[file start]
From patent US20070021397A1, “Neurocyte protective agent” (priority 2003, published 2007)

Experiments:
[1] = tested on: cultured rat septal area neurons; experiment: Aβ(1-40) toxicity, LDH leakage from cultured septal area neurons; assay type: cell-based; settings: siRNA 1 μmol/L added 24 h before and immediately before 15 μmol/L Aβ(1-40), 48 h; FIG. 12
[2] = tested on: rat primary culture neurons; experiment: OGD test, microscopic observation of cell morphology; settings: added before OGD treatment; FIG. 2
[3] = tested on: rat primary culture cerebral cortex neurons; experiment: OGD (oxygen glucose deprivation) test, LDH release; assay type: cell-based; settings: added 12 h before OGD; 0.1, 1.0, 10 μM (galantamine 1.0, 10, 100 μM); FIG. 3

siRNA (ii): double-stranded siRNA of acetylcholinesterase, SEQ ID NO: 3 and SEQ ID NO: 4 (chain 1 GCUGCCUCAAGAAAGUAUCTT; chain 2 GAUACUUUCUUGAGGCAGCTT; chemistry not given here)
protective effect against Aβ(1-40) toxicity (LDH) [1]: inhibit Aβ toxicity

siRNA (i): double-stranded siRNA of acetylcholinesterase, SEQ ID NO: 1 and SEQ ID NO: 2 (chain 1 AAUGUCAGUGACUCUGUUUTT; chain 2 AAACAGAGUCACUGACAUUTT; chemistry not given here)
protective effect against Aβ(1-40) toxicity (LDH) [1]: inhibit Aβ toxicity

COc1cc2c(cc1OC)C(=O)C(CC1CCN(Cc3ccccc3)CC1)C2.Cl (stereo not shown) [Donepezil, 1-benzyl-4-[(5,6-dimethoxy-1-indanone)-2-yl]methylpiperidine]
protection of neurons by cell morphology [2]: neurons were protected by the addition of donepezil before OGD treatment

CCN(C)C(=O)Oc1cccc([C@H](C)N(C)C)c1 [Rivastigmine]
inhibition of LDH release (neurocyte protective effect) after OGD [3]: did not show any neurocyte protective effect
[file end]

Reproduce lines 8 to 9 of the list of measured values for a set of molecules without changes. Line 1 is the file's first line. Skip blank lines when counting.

siRNA (i): double-stranded siRNA of acetylcholinesterase, SEQ ID NO: 1 and SEQ ID NO: 2 (chain 1 AAUGUCAGUGACUCUGUUUTT; chain 2 AAACAGAGUCACUGACAUUTT; chemistry not given here)
protective effect against Aβ(1-40) toxicity (LDH) [1]: inhibit Aβ toxicity